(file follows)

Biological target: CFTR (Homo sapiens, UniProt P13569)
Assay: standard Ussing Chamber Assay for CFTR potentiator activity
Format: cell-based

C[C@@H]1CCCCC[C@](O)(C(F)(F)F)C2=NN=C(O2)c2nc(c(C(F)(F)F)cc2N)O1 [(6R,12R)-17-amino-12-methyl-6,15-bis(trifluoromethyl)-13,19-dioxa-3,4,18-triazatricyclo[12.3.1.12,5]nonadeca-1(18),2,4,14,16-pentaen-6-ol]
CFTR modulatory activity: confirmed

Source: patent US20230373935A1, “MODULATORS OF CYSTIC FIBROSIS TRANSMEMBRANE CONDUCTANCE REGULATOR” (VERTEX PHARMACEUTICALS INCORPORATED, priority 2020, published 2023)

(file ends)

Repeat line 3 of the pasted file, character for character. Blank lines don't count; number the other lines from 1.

Format: cell-based